19 Page 19 The system provides continued efficient management of USCIS scheduling of fingerprint-based and biometrics background check processes by supporting a centralized system to hold USCIS OFO scheduling data and associated biographic data. The ability to track data and user activities though audit logs on a consolidated system is far easier and provides better accountability than tracking information across multiple systems. Conclusion SNAP facilitates the USCIS scheduling process for the applicant to submit fingerprint and biometrics to USCIS for required background check processes by providing a centralized electronic storage and scheduling application. SNAP produces scheduling appointment notices along with associated biographic information. The applicant data used during scheduling for fingerprint and biometrics appointments is transmitted directly from data capture at a Service Center to an ASC. SNAP addresses privacy concerns in many ways, including the following: Consolidating multiple data storage locations to one centralized repository that will be easier to secure, manage, and monitor; Granting access to pre-approved and cleared USCIS employees and contractors; Auditing transaction records to ensure that requested information and result data are not manipulated or compromised; Providing SNAP users with training that addresses privacy concerns; and Publishing a PIA that states USCIS intentions for the use of the private information data collected from USCIS applicants.

20 Page 20 SNAP is a growing and expanding project that is currently in production. As future enhancements and components are developed, this PIA and associated SORN will be revised to address those updates as necessary. Responsible Officials Donald Hawkins, USCIS, Privacy Officer Department of Homeland Security Approval Signature Original signed and on file with the DHS Privacy Office. Hugo Teufel III Chief Privacy Officer Department of Homeland Security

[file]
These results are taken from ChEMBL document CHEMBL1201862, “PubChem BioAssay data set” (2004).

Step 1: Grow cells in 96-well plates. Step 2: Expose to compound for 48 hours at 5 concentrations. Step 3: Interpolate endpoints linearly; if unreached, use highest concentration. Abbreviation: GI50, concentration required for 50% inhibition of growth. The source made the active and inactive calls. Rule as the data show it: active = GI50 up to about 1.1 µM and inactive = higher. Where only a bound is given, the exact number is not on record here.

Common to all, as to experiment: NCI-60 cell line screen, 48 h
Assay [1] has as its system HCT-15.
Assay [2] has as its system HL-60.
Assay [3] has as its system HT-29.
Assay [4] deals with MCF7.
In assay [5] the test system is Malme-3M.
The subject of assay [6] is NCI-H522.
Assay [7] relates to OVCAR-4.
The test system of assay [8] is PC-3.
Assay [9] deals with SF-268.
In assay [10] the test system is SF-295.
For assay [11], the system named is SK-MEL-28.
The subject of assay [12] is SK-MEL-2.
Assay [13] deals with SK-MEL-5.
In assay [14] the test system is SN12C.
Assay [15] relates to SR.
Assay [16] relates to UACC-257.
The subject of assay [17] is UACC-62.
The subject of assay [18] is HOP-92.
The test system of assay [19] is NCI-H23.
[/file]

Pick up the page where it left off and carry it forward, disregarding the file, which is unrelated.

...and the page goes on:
21 Page 21 Appendix Privacy Policy Thank you for visiting our Website and reviewing our privacy notice. We remind you that if you link to a site outside of the Department of Homeland Security, you are subject to the policies of the new site. Privacy Here is how we handle information about your visit to our Website: Information Collected and Stored Automatically If you visit our site to read or download information, we collect and store the following information about your visit: The name of the Internet domain (for example, "xcompany.com" if you use a private Internet access account, or "yourschool.edu" if you are connecting from a university's domain) and the IP address (a number that is automatically assigned to your computer when you are using the Internet) from which you access our site; The type of browser and operating system used to access our site; The date and time you access our site; The Internet address of the Website from which you linked directly to our site; and The pages you visit and the information you request. This information is primarily collected for statistical analysis and technical improvements to the site. This government computer system uses software programs to create summary statistics, which may be used for such purposes as assessing what information is of most and least interest, determining technical design specifications, and identifying system performance or problem areas. In certain circumstances, however, we may take addtional steps to identify you based on this information and we may share this information, including your identity, with other agencies. If You Send Us Personal Information If you choose to provide us with personal information, such as by sending an or by filling out a form and submitting it through our Website, we will use that information to respond to your message or to fulfill the stated purpose of the communication. Remember that is not necessarily secure against interception. If you communication is sensitive or includes personal information you may prefer to send it by postal mail instead.